Sample:   The Arrestee Drug Abuse Monitoring (ADAM) II comprised a non-probability sample of counties and a probability sample of arrestees booked into jails within those counties. The sampling design in each facility divided the data collection into periods of stock and flow. Interviewers arrived at the jail at a fixed time during the day, called H, and worked a shift of length S. The stock comprised all arrestees booked between H-24+S and H, and the flow comprised all arrestees booked between H and H+S. The supervising interviewer sampled from the stock and flow. Sampling from the stock required a list of individuals who had been booked since the interviewer's last work period. He or she sought the sampled arrestee, and if that arrestee is unavailable or unwilling to be interviewed, the supervising interviewer sought a replacement. Sampling from the flow required a list of individuals as they are booked into the jail. The supervising interviewer sought the most recently booked arrestee, and if that arrestee is unavailable or unwilling to be interviewed, the supervising interviewer sought a replacement.

Weight:   The data include two weight variables, WGT_Q (Weights when analyzing interview questions) and WGT_U (Weights when analyzing urine tests).

Mode of Data Collection:   face-to-face interview

Description of Variables:   Representing minimal adjustments to the previously employed ADAM survey, the Arrestee Drug Abuse Monitoring (ADAM) II survey collected data about drug use, drug and alcohol dependency and treatment, and drug market participation among booked male arrestees within 48 hours of arrest. Demographic variables include age, race, most serious charge, date of arrest, time of arrest, and education level. The data also include whether the provided urine specimen was positive for several drugs including marijuana, cocaine, PCP, methamphetamines, and barbiturates.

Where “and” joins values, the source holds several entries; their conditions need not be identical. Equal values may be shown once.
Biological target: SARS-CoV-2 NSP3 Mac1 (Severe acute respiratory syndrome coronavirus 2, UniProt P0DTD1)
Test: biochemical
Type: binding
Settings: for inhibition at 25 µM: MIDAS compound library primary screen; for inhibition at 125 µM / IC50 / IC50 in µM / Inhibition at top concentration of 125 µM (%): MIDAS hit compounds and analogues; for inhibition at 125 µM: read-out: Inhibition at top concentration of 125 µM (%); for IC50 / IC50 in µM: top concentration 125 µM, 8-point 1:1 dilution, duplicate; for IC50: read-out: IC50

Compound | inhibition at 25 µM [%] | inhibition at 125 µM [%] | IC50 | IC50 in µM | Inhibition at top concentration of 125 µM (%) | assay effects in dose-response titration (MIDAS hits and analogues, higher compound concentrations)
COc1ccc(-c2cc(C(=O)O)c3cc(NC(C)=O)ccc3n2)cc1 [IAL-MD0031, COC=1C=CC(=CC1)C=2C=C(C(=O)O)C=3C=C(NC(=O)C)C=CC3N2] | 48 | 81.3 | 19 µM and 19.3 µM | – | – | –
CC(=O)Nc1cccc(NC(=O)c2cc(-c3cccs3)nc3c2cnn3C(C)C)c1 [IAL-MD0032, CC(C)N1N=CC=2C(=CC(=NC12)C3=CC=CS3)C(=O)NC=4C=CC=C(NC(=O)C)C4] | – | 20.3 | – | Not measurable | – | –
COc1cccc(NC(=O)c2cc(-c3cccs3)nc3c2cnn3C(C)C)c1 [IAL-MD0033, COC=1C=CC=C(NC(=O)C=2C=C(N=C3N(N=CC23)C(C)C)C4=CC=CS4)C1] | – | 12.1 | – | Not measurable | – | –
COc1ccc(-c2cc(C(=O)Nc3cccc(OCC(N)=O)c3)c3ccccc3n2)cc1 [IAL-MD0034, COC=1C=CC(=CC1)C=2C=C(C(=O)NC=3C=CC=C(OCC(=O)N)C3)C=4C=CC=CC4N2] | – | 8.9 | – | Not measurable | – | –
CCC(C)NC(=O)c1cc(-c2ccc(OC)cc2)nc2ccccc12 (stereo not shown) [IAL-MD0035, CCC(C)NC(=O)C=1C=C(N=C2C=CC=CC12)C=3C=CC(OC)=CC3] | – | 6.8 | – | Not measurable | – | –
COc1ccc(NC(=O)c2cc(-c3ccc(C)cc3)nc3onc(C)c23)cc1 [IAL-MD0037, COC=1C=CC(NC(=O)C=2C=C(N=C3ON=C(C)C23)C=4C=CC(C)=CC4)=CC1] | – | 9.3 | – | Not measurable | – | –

Response Rates:   A total of 8,296 arrestees were interviewed in the second and third quarters of 2007. At most sites, more than 80 percent of the interviewees provided a urine specimen.

Extent of Processing:  ICPSR data undergo a confidentiality review and are altered when necessary to limit the risk of disclosure. ICPSR also routinely creates ready-to-go data files along with setups in the major statistical software formats as well as standard codebooks to accompany the data. In addition to these procedures, ICPSR performed the following processing steps for this data collection:

  • Created variable labels and/or value labels.
  • Checked for undocumented or out-of-range codes.

Version(s)

Original ICPSR Release:  

Version History:

  • 2010-01-28 A report has been added and is now available for download.